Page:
Technology turns a an long-lost memento from a family business into a treasure.
More than a mere activity, needlework is a pleasant (and occasionally challenging) pastime that affords us an opportunity to retreat from life's demands and complexities while doing something constructive with beautiful fibers and patterns.
A new chart is uploaded.
Brussels sprouts season comes early in Arizona. One evening as my husband Patrick was nurturing his tender plants, he came in the house announcing that he had found sticks and string to support the growing stalks. Proud of his thriftiness, I was somewhat taken aback when he showed me his handiwork: The "string" he had found was my missing "Brethren Blue" Sampler Threads (part of The Gentle Art's wonderful Simply Shaker Collection).
We were so excited to see the most recent issue of Sampler & Antique Needlework Quarterly, featuring this sampler from our collection on the cover. Even better, the complete chart is one of several included in the Summer 2011 issue.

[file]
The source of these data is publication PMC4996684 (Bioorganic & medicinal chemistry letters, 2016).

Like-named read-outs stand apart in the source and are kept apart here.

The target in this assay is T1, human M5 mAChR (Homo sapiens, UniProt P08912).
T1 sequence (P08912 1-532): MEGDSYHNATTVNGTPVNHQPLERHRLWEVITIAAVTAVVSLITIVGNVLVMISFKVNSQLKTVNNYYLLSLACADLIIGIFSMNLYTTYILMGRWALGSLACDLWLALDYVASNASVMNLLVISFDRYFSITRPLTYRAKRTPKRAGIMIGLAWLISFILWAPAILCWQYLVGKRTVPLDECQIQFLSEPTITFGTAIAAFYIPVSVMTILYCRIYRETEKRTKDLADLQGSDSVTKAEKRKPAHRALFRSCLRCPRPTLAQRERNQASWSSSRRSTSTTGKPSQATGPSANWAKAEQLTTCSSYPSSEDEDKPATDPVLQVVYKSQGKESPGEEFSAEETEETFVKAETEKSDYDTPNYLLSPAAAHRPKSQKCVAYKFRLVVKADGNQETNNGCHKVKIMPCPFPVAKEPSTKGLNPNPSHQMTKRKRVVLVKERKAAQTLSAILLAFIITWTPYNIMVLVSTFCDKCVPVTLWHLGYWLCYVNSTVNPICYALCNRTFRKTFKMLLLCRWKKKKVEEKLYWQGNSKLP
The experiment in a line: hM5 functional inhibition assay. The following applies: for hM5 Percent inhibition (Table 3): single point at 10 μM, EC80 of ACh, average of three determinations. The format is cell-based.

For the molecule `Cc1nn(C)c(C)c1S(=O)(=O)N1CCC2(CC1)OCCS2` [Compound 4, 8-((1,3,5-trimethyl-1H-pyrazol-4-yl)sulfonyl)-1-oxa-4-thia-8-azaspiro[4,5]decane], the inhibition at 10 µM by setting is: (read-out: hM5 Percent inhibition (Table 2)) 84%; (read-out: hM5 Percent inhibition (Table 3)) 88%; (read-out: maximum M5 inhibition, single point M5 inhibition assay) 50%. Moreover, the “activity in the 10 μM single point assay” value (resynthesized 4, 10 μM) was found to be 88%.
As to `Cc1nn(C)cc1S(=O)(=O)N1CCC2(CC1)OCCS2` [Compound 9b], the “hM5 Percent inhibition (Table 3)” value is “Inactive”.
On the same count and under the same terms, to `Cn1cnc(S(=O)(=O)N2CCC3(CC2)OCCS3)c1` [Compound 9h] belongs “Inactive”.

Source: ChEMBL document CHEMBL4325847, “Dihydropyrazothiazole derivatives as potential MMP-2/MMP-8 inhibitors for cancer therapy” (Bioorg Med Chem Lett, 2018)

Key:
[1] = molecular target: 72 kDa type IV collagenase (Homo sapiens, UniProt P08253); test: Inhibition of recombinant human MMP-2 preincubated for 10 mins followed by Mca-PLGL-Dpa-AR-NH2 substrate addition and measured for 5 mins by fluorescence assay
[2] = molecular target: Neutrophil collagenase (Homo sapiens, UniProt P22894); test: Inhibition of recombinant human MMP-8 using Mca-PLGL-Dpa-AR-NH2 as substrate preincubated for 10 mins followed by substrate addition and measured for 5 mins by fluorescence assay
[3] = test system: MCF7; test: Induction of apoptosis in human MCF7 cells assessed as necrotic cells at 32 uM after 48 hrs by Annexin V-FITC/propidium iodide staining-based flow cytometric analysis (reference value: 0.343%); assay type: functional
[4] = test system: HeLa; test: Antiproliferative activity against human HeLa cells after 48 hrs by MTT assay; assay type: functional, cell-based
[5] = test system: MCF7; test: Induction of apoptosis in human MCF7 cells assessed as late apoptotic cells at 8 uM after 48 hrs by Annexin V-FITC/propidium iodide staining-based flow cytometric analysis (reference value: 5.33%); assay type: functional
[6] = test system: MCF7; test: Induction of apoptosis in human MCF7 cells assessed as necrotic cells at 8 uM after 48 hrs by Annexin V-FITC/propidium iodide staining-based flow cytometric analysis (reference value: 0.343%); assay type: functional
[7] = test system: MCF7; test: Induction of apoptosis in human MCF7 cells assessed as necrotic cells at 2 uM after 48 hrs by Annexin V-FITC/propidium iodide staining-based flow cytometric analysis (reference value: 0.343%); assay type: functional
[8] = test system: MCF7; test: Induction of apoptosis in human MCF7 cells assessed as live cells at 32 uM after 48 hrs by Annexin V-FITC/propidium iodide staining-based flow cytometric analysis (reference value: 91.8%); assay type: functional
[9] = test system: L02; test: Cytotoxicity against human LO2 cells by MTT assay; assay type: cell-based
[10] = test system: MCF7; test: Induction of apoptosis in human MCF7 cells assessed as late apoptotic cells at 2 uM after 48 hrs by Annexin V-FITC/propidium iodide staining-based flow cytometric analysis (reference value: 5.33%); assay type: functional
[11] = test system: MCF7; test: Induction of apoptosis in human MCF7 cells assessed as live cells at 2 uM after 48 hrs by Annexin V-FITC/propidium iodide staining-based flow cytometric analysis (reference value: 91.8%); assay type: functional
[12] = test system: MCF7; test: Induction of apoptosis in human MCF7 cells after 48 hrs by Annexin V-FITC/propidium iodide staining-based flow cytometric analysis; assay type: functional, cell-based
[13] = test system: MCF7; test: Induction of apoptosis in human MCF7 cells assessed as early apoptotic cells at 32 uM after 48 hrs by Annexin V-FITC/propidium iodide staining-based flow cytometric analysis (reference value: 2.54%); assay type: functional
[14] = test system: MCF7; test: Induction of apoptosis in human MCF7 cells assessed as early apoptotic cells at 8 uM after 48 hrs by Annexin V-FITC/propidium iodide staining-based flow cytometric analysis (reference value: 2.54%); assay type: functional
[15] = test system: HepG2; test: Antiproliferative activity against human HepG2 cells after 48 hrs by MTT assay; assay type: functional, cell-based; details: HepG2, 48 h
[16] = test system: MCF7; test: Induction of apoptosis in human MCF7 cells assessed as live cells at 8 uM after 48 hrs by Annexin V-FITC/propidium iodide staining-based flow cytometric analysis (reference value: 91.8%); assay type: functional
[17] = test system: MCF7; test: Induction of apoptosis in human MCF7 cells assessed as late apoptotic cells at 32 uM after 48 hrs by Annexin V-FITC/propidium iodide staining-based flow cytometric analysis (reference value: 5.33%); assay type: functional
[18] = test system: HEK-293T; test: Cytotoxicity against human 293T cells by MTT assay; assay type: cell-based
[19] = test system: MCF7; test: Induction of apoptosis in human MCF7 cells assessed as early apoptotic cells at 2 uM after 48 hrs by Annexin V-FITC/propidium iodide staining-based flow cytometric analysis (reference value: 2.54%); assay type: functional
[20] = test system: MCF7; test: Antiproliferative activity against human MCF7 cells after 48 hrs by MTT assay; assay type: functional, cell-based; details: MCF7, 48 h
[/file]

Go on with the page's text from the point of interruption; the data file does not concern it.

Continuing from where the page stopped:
Thanks for your patience as we attempt to devise a banner that tells you at-a-glance what NeedleWorkPress is all about. We're taking bits and pieces from projects we've completed (and a few yet-to-complete) and arranged them beneath our name to create an identity.
Well, it seems fitting that my first post at NeedleWorkPress goes back to childhood memories of learning to stitch! Yesterday I had the opportunity to remind my Grandma Shirley that she was my first and only teacher in the art of cross stitch.
Photo will be uploaded soon.
Melding samplers with printed records often yields intriguing bits and pieces of of the past. An astute antiques dealer brought our attention to a delightful sampler created in 1827, most likely by John T. Alsap's mother, Kezia Alsap. Uncovering details of this family's life is among our current projects, with a goal of releasing this delightful piece in February 2012 to commemorate Arizona's Centennial.